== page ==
Political parties urged to combat potholes

Political parties are being urged to prioritise potholes in their manifesto commitments.

A campaign group named the Pothole Partnership called for a limit on temporary road repairs, and for funding to tackle potholes to be accelerated and increased.

It also wants road maintenance funding to be ringfenced and councils to adhere to UK-wide repair and inspection standards.

A graphic showing how a pothole forms
(PA Graphics)

The AA, which is part of the partnership, said potholes are viewed as the most important transport issue by the vast majority of drivers.

It warned that damage to vehicles caused by poor road conditions is at a five-year high, with the problem estimated to cost the economy of England at least £14.4 billion per year.

In October 2023, the Government announced it would provide £8.3 billion of extra funding over 11 years to fix potholes in England.

This was part of the Network North strategy to use money saved by scrapping the planned extension of HS2 north of Birmingham.

AA president Edmund King said: “Politicians please note that all road users are fed up with potholes.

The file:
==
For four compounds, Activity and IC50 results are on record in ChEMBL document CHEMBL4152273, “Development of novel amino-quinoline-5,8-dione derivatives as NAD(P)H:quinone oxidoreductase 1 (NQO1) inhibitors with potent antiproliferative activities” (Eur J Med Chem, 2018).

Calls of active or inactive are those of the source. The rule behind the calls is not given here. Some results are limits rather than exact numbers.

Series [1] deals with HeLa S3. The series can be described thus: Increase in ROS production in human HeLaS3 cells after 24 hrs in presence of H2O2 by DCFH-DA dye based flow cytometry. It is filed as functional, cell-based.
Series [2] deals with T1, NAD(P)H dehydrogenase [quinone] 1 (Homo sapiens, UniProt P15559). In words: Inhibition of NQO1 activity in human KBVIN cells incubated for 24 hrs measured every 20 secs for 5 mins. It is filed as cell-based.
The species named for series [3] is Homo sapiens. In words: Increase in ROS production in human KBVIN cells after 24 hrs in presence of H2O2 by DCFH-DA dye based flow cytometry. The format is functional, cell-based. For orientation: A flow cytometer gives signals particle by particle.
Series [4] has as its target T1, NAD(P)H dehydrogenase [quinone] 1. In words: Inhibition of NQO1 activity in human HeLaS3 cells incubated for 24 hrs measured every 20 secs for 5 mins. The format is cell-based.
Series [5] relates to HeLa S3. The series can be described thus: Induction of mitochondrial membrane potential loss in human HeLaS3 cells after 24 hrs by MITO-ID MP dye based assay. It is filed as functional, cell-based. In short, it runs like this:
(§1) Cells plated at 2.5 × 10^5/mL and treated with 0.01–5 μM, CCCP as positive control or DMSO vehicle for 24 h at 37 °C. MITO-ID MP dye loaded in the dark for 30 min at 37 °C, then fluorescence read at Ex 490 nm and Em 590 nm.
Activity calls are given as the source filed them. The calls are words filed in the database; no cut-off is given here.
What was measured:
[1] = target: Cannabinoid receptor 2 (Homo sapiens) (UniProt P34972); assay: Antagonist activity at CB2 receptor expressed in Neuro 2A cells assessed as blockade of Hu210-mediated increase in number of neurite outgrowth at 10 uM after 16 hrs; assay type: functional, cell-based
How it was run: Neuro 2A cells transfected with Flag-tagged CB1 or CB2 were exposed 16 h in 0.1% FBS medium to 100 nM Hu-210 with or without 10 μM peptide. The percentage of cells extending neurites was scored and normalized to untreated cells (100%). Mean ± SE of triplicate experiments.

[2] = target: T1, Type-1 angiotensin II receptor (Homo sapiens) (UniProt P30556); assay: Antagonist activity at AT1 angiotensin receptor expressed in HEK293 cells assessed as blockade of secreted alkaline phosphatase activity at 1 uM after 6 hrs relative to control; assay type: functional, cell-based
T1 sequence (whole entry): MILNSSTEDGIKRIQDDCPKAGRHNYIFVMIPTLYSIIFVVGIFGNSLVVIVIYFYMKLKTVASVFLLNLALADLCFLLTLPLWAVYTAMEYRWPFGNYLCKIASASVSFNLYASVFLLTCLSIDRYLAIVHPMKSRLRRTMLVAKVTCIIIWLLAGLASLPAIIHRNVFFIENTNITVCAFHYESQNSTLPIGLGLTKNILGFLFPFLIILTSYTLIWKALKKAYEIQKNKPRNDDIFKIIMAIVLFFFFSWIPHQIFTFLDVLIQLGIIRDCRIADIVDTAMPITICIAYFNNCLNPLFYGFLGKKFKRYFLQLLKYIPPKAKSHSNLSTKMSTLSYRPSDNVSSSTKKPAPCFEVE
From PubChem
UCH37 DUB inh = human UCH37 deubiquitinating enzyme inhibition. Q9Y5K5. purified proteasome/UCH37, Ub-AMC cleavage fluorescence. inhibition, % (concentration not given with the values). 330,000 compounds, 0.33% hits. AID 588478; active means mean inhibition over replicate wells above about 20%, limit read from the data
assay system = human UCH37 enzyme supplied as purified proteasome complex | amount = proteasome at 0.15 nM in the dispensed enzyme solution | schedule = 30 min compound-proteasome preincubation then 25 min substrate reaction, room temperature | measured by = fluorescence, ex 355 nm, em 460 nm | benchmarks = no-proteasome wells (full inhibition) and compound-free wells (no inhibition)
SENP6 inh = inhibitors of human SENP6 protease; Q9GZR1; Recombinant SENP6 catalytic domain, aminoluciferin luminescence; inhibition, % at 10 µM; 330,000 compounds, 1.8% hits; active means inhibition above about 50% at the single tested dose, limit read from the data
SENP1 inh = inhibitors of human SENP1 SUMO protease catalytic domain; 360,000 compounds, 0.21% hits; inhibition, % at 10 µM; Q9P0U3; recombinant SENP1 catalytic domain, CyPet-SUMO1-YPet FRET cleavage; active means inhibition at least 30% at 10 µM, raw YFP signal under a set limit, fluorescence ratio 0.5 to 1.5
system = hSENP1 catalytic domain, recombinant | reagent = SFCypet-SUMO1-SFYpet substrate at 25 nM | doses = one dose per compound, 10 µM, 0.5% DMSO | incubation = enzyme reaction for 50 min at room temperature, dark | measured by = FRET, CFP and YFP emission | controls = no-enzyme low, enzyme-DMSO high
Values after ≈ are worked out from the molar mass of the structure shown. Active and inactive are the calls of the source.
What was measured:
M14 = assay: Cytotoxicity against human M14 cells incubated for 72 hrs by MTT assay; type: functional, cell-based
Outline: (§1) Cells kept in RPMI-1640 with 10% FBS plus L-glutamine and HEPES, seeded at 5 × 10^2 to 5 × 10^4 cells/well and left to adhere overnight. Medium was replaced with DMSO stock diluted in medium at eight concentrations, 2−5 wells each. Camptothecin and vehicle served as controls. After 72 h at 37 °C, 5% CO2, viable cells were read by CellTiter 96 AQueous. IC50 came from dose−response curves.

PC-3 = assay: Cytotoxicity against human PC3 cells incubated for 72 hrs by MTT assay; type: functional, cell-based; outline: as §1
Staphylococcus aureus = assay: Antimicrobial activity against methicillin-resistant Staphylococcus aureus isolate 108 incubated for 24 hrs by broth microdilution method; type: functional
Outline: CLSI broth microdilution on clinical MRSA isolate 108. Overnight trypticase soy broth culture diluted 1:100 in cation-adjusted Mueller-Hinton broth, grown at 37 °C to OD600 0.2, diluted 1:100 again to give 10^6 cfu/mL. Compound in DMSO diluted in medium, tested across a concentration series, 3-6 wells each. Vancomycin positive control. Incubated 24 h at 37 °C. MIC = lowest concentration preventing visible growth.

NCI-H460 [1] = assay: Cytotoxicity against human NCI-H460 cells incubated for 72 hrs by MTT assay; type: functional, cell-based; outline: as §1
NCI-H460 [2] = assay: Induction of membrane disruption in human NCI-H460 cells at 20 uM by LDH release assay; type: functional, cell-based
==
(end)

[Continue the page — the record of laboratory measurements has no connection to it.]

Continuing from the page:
“It is costing drivers a fortune but tragically costing lives for those on two wheels.

“Permanently fixing potholes would be one of the most popular political proposals as it affects everyone and the economy.

“It is also the number one concern for 96% of drivers who want permanent solutions rather than a patchwork approach.”

Analysis of Department for Transport figures by the PA news agency shows 20 cyclists were killed and a further 470 were seriously injured in accidents in England in the 10 years to the end of 2022 where a poor or defective road service was a contributory factor.

Caroline Julian, external affairs director of governing body British Cycling, said: “We know from our members that potholes are a longstanding frustration and concern.

“They have tragic and fatal consequences that cannot be ignored.

“If we’re serious about fulfilling our ambitions to get more people cycling, we simply must ensure that our roads are safe and comfortable for them to ride on, and not the crater-filled carriageways they currently face.”